McNaught and Company/ Mark Leathers

Tue, Dec 5, 2017

In the matter between

Mc NAUGHT AND COMPANY/ MARK LEATHERS                                    APPLICANT


SUNDAY TIMES                                                                                            RESPONDENT

MATTER NO: 3515/09/2017


1.         McNaught and Company (“applicant”), a firm of attorneys represented by its memmber Mr Mark Leathers, seeks leave to appeal the Ruling of the Press Ombud dated 17 October 2017 in which the applicant’s complaint against Sunday Times (“respondent”) was dismissed.  The complaint was in respect of an article which appeared in the respondent’s edition of 24 September 2017, with the headline “Gran alleges sin of commiision – Re/Max agent takes R92,000 cut even though seller pulled out”.  The article made for a sorry read.  One Mrs Ellis, a widow, paid to the applicant a full purchase price to buy property from a certain seller; the applicant was to be the transferring conveyancer. Re/Max Advance (“Re/Max”) was the estate agent facilitating the sale. The seller suddenly revoke the power of attorney she had given to the applicant to transfer the property.  Notwithstanding demand from the applicant, the seller refused to restore the power.  The applicant, in their second letter to the seller, then cancelled the agreement of sale on behalf of Mrs Ellis.  The latter was refunded her money by the applicant, but less the agent’s commission, a whopping R92,055.00; this amount  was deducted and paid overt to Re/Max,  a franchisee of Re/Max South Africa (“the franchisor”).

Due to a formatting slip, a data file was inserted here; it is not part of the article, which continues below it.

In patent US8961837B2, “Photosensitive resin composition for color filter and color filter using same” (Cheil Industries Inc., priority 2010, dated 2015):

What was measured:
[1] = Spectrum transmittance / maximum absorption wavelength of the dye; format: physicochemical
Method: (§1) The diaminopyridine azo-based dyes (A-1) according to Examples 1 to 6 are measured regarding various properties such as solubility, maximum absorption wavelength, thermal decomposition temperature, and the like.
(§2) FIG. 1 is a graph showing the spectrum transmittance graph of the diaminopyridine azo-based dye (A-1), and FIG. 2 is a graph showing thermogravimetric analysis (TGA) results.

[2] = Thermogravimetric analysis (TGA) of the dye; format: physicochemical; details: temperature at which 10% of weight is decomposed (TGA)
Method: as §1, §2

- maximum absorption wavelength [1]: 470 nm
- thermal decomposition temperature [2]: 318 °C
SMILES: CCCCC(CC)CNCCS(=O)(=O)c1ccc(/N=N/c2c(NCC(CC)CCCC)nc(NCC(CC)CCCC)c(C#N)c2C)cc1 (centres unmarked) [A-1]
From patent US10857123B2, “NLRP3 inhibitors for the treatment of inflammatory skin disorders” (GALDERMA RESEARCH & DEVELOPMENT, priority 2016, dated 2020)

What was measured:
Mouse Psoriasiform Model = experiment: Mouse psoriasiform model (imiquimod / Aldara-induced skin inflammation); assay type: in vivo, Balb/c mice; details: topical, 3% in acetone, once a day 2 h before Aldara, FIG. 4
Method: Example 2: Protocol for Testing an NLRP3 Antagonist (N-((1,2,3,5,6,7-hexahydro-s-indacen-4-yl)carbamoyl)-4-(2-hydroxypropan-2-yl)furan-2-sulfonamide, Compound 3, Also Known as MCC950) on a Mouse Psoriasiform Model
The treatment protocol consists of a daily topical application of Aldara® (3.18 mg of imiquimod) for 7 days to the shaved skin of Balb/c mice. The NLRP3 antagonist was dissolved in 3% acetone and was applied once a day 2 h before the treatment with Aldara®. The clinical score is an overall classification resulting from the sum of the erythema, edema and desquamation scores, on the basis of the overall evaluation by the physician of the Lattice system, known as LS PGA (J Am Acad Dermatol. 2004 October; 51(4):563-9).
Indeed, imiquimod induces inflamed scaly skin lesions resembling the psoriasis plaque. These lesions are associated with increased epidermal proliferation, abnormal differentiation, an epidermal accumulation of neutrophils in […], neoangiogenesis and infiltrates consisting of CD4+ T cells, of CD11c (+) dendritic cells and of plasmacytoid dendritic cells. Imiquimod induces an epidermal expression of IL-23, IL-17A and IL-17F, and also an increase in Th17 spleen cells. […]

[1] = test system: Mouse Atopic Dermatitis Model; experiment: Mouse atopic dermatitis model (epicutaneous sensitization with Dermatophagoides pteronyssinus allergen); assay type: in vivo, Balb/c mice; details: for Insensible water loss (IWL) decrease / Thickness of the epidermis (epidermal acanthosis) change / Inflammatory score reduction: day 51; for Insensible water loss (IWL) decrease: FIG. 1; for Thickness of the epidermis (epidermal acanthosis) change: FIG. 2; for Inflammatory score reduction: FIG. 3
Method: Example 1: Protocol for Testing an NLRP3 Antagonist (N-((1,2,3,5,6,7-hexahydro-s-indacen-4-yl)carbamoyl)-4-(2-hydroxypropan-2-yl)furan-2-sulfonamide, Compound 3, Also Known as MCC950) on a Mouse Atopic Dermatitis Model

2.         Holding Mrs Ellis liable for the commission was said to be on the basis of a term in the agreement of sale which provided that in the event the sale failed, the seller and the purchaser would be liable to pay it to the agency.  Mrs Ellis complained that her attention was never drawn to that term; she said she was made to sign the agreement on the boot of a car, the agent assuring her that the agreement contained standard terms.  The article referred to some correspondence between Mrs Ellis’s attorneys and the applicant.  It appeared from the correspondence that the applicant held a firm view that the commission was correctly deducted and paid to the agent.  It also appeared that the respondent took up the matter with the franchisor, whose response was that such a clause was not standard, but that a franchisee had the authority to put in their own terms.  Eventually, Mrs Ellis’s money was refunded.

3.         The applicant’s complaint was that neither it nor Re/Max were contacted by the journalist for comment; as a result, the article was one-sided and caused severe commercial harm.

4.         After analysing the facts, the Ombud came to the conclusion that while it would have been better for the journalist to have spoken to Re/Max (a Mr de Lange being the specific agent), he found no breach of the Press Code.  His view is that the journalist did speak to Mr Goslet, Re/Max South Africa’s Chief Executive Officer, who told the journalist that he had spoken to Re/Max Advance.  The Ombud also relied on correspondence between the applicant and Mrs Ellis’s attorneys. He dismissed the complaint.  I agree with the Ombud’s Ruling, for the reasons he gives.  I also wish to add what follows below.

5.         For a start, there are certain fundamental facts which are common cause. 

5.1 A term which holds the purchaser liable for the payment of commission when the seller is the guilty party is unusual; certainly not common or standard.  5.1  The purchaser was innocent, the guilty party being the seller. 

5.3 The applicant did deduct the commission and paid it to the agent. 

5.4 At least at some point, the applicant sought to defend the payment.